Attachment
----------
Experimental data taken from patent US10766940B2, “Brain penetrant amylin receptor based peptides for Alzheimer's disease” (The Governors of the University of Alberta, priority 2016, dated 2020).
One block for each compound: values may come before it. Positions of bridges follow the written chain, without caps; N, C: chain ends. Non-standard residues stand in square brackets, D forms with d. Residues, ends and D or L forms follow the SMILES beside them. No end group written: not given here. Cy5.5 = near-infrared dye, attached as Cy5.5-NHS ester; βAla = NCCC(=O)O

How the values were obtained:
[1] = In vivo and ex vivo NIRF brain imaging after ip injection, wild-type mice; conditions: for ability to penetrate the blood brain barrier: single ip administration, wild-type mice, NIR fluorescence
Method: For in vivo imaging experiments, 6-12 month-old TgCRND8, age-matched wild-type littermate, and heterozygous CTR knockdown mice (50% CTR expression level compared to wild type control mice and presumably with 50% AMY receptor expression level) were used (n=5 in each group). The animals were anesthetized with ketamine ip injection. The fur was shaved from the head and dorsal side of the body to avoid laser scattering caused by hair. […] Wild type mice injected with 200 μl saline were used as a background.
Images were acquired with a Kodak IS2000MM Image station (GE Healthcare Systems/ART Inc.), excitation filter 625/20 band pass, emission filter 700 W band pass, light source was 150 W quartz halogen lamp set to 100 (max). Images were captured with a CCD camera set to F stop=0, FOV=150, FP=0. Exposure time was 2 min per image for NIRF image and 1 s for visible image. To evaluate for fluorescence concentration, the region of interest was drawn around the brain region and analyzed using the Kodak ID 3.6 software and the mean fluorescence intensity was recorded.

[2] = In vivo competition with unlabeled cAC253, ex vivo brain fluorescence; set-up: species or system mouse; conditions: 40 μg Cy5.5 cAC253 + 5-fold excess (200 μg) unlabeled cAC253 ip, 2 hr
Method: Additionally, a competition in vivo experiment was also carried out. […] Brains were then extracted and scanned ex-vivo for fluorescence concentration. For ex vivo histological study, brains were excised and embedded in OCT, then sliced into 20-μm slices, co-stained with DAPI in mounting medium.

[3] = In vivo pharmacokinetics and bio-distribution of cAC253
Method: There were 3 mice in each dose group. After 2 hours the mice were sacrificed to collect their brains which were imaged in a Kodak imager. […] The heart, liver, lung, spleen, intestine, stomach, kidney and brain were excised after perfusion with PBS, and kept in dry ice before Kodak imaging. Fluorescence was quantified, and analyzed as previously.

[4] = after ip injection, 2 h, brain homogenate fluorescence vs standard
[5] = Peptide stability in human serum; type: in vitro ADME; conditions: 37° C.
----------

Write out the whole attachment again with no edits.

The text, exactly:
Experimental data taken from patent US10766940B2, “Brain penetrant amylin receptor based peptides for Alzheimer's disease” (The Governors of the University of Alberta, priority 2016, dated 2020).
One block for each compound: values may come before it. Positions of bridges follow the written chain, without caps; N, C: chain ends. Non-standard residues stand in square brackets, D forms with d. Residues, ends and D or L forms follow the SMILES beside them. No end group written: not given here. Cy5.5 = near-infrared dye, attached as Cy5.5-NHS ester; βAla = NCCC(=O)O

How the values were obtained:
[1] = In vivo and ex vivo NIRF brain imaging after ip injection, wild-type mice; conditions: for ability to penetrate the blood brain barrier: single ip administration, wild-type mice, NIR fluorescence
Method: For in vivo imaging experiments, 6-12 month-old TgCRND8, age-matched wild-type littermate, and heterozygous CTR knockdown mice (50% CTR expression level compared to wild type control mice and presumably with 50% AMY receptor expression level) were used (n=5 in each group). The animals were anesthetized with ketamine ip injection. The fur was shaved from the head and dorsal side of the body to avoid laser scattering caused by hair. […] Wild type mice injected with 200 μl saline were used as a background.
Images were acquired with a Kodak IS2000MM Image station (GE Healthcare Systems/ART Inc.), excitation filter 625/20 band pass, emission filter 700 W band pass, light source was 150 W quartz halogen lamp set to 100 (max). Images were captured with a CCD camera set to F stop=0, FOV=150, FP=0. Exposure time was 2 min per image for NIRF image and 1 s for visible image. To evaluate for fluorescence concentration, the region of interest was drawn around the brain region and analyzed using the Kodak ID 3.6 software and the mean fluorescence intensity was recorded.

[2] = In vivo competition with unlabeled cAC253, ex vivo brain fluorescence; set-up: species or system mouse; conditions: 40 μg Cy5.5 cAC253 + 5-fold excess (200 μg) unlabeled cAC253 ip, 2 hr
Method: Additionally, a competition in vivo experiment was also carried out. […] Brains were then extracted and scanned ex-vivo for fluorescence concentration. For ex vivo histological study, brains were excised and embedded in OCT, then sliced into 20-μm slices, co-stained with DAPI in mounting medium.

[3] = In vivo pharmacokinetics and bio-distribution of cAC253
Method: There were 3 mice in each dose group. After 2 hours the mice were sacrificed to collect their brains which were imaged in a Kodak imager. […] The heart, liver, lung, spleen, intestine, stomach, kidney and brain were excised after perfusion with PBS, and kept in dry ice before Kodak imaging. Fluorescence was quantified, and analyzed as previously.

[4] = after ip injection, 2 h, brain homogenate fluorescence vs standard
[5] = Peptide stability in human serum; type: in vitro ADME; conditions: 37° C.